5 considerations when merging healthcare brands.

April 09, 2014  

As community hospitals merge with larger healthcare systems, consolidating the parts can get complicated. And your brand is no exception. Factors like brand equity, public opinion, and internal buy-in are all pieces of a larger puzzle, and there’s no one-size-fits-all solution. Having the right approach, however, will result in a more cohesive brand, and a deeper connection with your audience.

Here are five suggestions for bringing it all together.

Show a little respect. (Okay a lot.)

Community hospitals are usually just that—part of the community. And moving your brand into their neighborhood takes a considerate, even humble approach. So before you start plastering logos on buildings, billboards, and buses, take time to inform the community about your new relationship with their hospital. And like any good relationship, respect goes a long way. Embrace the hospital’s history and explain how it will shape your collective future. Market the technical and practical advantages you bring, but emphasize the core values you share with the local hospital as well. Be sure to show that you’re not taking over, but rather partnering with the community to build on past success.

Respect the local hospital’s roots, and your brand will grow naturally into something the community can trust.

Don’t guess. Ask.

Before making the call on how to consolidate your brands, consider implications like budget, brand awareness, and patient loyalty. Even seemingly routine steps must be strategically managed and well informed. So do your homework: What’s the perception and awareness of your organization in the area? What’s the community’s emotional investment in the local brand? Do you have the budget and team to support a master brand? The answers to these questions will help you know what to build on and what’s realistic moving forward.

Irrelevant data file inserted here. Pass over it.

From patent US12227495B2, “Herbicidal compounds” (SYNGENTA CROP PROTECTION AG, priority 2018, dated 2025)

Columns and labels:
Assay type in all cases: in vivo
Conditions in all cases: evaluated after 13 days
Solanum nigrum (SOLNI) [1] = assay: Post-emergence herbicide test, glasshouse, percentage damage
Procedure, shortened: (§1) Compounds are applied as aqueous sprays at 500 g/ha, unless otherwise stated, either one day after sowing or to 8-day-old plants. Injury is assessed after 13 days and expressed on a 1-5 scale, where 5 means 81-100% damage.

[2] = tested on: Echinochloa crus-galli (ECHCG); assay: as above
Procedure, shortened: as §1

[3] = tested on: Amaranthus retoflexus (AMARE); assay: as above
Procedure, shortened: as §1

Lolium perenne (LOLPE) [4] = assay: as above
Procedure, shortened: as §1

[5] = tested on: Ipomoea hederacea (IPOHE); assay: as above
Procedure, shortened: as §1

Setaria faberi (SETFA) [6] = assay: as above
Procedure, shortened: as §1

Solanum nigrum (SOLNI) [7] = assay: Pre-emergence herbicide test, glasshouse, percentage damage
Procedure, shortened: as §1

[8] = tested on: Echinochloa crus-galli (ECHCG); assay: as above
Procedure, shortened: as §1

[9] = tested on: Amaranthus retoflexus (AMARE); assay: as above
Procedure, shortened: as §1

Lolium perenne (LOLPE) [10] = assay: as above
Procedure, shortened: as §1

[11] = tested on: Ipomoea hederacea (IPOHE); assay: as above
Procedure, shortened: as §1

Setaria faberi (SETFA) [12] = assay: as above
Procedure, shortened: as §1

As you’re mapping out a plan, important answers to tough questions will point you in the right direction.

Get your people to buy in.

Your brand isn’t just a logo. It’s an experience: one that’s shaped by every doctor, nurse, and associate who delivers it. So getting everyone on board with the brand is an essential step. This kind of alignment takes a deliberate, hands-on approach. Explain your brand early and often, and before announcing it to the public. Be straightforward about what you stand for and what you’re promising to patients. And don’t assume the advantages are self-evident to your staff. Start by helping administrators and physicians understand how your brand will benefit them and their patients—because once your leaders have bought in, others will follow along.

By getting your team invested in the brand, you’re not just making promises — you’re delivering on them.

Remember, your brand isn’t always about you.

If you want people to pay attention to your brand, stop talking about yourself so much. Patients want to know that you’re centered on their needs. Consider the patient’s point of view by communicating how your merger with the local hospital will affect them. Be up front about what’s new, and what they’re getting out of the deal. Answer questions before they become concerns, and directly address any worry, confusion, or fear of getting lost in the shuffle.

The more your patients matter to your brand, the more your brand will matter to your patients.

Embrace the power of one.

With logos piling on top of logos and taglines intersecting, keeping track of your health system’s brand (or more accurately, brands) can get confusing—especially for your audience. Having a master brand takes the guesswork out of who’s in your network, and who’s not. Instead of maintaining two or three brands, your efforts (and marketing dollars) stretch further. We call it the power of one. It means that no matter how many locations, services, or agendas you have, you’re recognized as a single entity. And promoting one brand boosts awareness, builds trust, and keeps you from becoming your own competition.

When people can connect the dots, it creates a consistent picture of who you are and what you offer them.